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Movie help for when you gotta go

Just when you thought the Internet provided every possible information service, along comes

The site lists movies in theaters and suggests points in the action during which you could quickly run to the restroom without missing anything substantial.

For example, let's say you're watching the latest "Harry Potter" movie and feeling the need. Runpee (which almost sounds like the name of a character in the movie) suggests you hold on until minute 33, at which point "Dumbledore says, 'Off to bed, pip-pip.' "

Or you could wait until 1 hour and 47 minutes, when "Harry invites Professor Slughorn to go and see Hagrid with him."

Those are your cues to run to the john, ASAP.

Later, if you want to check out what happened during either of those scenes, you can click to unscramble a synopses of the next few minutes.

There are also suggested pee times on the site, currently, for "Funny People," "Bruno," "Transformers" and several more.

If you don't plan ahead, it would of course be inconvenient to carry a laptop into a theater and hope for wi-fi. But no worries, Runpee has an iPhone app. And users have already suggested to the site that it develop similar apps for other cellphones.

Let's just hope Runpee doesn't get too popular. Otherwise there would be a mass run to the restrooms right at the point in "Land of the Lost" when Dr. Marshall talks to the space lizard. That is, if anyone had gotten that far into the movie.

If nature calls in an empty theater, does anyone hear it?

-- David Colker

From Technology: The business and culture of our digital lives

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We're easily tempted

Humans regularly succumb to greed, lust and self-destruction. One reason we fail so often in the face of temptation is that we routinely overestimate our personal powers of restraint, researchers say.

A study from the Kellogg School of Management at Northwestern University tested how an individual's belief in his or her ability to control impulses -- such as greed, drug craving or sexual arousal -- influenced his or her response to temptation. It found that people usually miscalculated the amount of temptation they could truly handle, which led to a greater likelihood of indulging in an impulsive behavior.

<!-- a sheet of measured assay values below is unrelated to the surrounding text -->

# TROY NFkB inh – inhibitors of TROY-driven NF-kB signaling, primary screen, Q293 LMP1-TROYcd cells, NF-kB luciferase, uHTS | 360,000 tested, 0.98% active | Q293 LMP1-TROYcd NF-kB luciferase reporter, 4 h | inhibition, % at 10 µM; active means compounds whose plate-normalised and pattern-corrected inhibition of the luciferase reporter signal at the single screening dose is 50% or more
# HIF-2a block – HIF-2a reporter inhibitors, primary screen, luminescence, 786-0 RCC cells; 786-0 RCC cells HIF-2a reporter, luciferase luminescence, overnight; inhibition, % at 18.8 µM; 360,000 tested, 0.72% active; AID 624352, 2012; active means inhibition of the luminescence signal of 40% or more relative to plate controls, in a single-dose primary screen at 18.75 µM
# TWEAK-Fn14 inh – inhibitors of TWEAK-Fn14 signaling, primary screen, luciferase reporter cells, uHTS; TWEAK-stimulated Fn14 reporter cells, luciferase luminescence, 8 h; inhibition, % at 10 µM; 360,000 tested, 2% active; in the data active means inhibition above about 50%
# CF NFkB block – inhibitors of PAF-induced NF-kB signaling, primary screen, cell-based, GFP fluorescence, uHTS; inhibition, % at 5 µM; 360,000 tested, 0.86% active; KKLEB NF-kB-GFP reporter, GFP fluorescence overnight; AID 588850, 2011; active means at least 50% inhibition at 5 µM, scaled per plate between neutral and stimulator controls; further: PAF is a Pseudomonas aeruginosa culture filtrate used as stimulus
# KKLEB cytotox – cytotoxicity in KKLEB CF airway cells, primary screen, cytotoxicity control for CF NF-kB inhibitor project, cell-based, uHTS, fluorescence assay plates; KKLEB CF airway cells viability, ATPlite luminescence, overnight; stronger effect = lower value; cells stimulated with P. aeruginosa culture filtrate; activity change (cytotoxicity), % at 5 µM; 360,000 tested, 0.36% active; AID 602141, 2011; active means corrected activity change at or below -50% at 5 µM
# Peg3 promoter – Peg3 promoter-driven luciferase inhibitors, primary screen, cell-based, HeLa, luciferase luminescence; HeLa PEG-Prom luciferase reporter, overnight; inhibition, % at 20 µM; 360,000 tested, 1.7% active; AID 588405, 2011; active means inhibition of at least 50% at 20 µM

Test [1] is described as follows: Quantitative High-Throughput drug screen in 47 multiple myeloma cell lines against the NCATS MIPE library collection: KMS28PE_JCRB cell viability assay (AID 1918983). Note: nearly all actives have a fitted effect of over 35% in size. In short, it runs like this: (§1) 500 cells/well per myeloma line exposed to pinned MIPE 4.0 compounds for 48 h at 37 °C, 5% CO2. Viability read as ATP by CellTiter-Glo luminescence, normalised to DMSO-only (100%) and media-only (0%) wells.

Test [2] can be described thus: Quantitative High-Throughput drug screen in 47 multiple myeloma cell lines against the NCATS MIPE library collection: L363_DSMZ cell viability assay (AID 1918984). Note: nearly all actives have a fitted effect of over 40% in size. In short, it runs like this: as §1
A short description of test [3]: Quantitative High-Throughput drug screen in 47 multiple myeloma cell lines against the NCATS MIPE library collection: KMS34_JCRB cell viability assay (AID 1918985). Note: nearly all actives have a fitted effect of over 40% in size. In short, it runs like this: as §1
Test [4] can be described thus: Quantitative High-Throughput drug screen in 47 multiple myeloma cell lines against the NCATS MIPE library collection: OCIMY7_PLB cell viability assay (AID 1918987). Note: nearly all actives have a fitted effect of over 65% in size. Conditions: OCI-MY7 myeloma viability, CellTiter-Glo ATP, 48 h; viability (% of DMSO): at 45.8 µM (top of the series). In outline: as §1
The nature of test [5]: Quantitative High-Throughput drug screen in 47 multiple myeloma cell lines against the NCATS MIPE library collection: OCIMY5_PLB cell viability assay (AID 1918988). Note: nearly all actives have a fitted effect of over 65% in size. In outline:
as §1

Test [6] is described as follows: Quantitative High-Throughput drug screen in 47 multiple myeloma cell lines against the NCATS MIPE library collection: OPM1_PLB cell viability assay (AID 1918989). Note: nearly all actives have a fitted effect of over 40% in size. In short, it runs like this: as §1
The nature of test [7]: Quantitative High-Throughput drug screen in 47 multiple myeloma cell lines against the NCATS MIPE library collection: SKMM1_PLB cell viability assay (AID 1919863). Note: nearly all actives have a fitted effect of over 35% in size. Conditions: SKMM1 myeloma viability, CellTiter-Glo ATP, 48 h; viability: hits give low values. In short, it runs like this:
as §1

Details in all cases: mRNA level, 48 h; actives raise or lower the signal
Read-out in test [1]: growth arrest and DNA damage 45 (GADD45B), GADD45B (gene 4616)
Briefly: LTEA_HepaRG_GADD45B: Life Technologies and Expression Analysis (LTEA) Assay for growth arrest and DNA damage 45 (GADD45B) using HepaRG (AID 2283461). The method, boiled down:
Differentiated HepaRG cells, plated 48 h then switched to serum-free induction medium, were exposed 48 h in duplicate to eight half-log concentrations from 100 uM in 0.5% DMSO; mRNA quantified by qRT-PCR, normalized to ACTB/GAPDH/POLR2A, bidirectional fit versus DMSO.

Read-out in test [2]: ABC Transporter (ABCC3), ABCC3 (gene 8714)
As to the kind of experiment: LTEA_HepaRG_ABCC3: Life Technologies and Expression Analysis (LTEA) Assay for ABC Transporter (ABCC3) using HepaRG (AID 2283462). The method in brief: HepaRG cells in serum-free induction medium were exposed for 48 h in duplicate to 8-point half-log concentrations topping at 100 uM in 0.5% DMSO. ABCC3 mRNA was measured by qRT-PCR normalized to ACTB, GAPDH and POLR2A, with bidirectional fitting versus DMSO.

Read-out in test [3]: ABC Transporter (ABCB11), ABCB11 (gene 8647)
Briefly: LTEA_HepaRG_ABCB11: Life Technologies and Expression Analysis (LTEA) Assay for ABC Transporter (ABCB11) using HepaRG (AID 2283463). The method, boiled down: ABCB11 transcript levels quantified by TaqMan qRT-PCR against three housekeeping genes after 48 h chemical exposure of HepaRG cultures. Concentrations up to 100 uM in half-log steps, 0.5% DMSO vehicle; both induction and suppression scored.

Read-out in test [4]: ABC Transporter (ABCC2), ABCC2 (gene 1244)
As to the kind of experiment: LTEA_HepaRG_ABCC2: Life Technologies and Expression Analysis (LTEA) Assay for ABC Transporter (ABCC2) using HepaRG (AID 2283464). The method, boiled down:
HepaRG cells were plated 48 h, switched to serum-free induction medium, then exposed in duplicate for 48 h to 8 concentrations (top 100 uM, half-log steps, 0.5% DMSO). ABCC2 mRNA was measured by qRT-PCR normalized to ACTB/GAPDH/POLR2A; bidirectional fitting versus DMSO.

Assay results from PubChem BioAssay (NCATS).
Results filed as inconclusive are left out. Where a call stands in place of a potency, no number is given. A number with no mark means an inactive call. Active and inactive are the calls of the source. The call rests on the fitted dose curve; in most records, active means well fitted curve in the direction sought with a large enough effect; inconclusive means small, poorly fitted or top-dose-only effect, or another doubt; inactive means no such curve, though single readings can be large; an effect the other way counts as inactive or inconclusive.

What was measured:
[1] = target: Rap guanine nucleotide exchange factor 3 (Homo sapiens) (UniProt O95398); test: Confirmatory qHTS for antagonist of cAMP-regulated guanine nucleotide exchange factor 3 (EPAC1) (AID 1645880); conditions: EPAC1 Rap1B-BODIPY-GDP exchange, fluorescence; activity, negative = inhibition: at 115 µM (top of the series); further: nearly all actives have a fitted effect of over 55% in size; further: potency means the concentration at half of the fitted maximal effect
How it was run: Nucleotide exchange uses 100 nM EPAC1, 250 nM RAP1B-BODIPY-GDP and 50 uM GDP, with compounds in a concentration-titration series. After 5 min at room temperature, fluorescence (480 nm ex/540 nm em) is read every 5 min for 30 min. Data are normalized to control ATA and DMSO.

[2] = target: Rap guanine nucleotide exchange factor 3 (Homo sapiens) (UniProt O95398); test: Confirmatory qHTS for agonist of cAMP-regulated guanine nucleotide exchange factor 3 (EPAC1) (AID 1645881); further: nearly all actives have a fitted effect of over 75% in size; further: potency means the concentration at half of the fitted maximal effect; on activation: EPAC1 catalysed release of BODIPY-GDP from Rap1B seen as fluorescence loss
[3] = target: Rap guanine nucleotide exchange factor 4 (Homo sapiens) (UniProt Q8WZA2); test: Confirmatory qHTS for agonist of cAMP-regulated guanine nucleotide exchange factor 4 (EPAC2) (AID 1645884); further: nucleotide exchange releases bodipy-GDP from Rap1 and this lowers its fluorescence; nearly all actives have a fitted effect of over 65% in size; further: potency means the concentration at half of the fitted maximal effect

"People are not good at anticipating the power of their urges, and those who are the most confident about their self-control are the most likely to give into temptation," the lead author of the paper, Loren Nordgren, said in a news release.

"The key is simply to avoid any situations where vices and other weaknesses thrive and, most importantly, for individuals to keep a humble view of their willpower. . . . We expose ourselves to more temptation than is wise, and subsequently we have millions of people suffering with obesity, addictions and other unhealthy lifestyles."

Besides individual behavior, the study raises important questions about whether we can trust our leaders and the need for regulations and oversight in business and government. People also tend to overestimate another person's ability to resist temptation, the study's authors say.

People (say, parents) should think carefully when judging whether a person (say, a teenager) might fall prey to temptation.

The study will published this year in the journal Psychological Science.

-- Shari Roan

From Booster Shots: Oddities, musings and news from the world of health

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New buses for Mexico City

Avenida de la Reforma is a six-lane traffic artery that cuts all the way across Mexico City and is one of the most-transited roads here, both day and night. But commuters might enjoy a little less traffic, noise and pollution from now on: The city has just introduced 173 new buses that will replace the more than 300 beat-up, green-and-white micro-buses, or peseros, that can make traveling a risky venture.

Some of Mexico City's peseros have been around for up to 30 years, and many are in a terrible state of disrepair, way past their useful lifespans. As a Mexico City resident who uses them daily, I can testify that they're frequently overcrowded and often driven dangerously.

The old peseros have been taken out of circulation along the Reforma route and replaced by the new buses, but they will continue to operate in nearly every other part of the city.

The new green buses -- announced by Mexico City mayor Marcelo Ebrard last week -- are much bigger than the old ones, and will operate along a nearly 18-mile route that runs from north to south. A statement from Ebrard's office says the new vehicles produce 90% fewer carbon emissions.

In fact, the only bad news for commuters is the cost of riding the buses. The old peseros charged between 3 and 4 pesos per ride, depending on how far you were going, and now the new units are going to cost at least 4.50 if not 5 pesos (around 38 cents) a ride.

-- Deborah Bonello in Mexico City

From La Plaza: Latin American news from Los Angeles Times correspondents

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